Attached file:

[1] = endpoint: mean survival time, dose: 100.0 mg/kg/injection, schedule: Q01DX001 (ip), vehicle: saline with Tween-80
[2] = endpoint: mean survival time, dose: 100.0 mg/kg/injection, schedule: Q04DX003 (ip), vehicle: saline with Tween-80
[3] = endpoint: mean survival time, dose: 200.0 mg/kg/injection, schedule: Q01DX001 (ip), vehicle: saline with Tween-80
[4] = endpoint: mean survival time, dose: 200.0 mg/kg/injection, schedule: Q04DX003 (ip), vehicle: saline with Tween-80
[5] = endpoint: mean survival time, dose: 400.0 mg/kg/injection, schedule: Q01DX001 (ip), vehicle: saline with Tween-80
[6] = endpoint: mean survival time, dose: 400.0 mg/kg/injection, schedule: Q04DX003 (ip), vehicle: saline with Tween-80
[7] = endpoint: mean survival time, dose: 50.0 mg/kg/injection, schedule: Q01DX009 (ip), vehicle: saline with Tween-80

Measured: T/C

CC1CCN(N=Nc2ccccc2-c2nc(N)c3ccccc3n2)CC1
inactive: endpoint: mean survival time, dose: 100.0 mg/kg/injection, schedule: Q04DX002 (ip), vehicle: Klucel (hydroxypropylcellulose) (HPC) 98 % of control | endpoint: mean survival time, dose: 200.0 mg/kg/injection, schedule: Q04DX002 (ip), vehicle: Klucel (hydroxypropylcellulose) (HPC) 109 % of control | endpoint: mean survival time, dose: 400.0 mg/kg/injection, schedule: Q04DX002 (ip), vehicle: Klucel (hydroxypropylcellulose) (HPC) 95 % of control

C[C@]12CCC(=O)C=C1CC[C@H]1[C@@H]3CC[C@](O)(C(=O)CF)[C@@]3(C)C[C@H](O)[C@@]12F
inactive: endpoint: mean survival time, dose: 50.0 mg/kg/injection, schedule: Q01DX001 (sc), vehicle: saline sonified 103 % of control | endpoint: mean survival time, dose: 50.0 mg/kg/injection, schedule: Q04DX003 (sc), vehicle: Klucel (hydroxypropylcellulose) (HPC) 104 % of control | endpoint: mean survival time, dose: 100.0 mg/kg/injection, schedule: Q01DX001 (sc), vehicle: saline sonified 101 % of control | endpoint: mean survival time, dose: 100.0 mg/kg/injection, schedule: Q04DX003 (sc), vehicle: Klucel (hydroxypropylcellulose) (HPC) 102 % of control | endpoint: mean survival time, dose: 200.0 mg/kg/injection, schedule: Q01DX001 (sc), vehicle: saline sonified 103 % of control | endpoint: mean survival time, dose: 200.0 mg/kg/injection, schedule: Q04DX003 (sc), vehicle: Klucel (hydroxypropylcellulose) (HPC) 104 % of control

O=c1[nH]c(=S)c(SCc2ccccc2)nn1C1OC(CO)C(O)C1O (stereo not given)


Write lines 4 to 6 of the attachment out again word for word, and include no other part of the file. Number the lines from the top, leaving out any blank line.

[4] = endpoint: mean survival time, dose: 200.0 mg/kg/injection, schedule: Q04DX003 (ip), vehicle: saline with Tween-80
[5] = endpoint: mean survival time, dose: 400.0 mg/kg/injection, schedule: Q01DX001 (ip), vehicle: saline with Tween-80
[6] = endpoint: mean survival time, dose: 400.0 mg/kg/injection, schedule: Q04DX003 (ip), vehicle: saline with Tween-80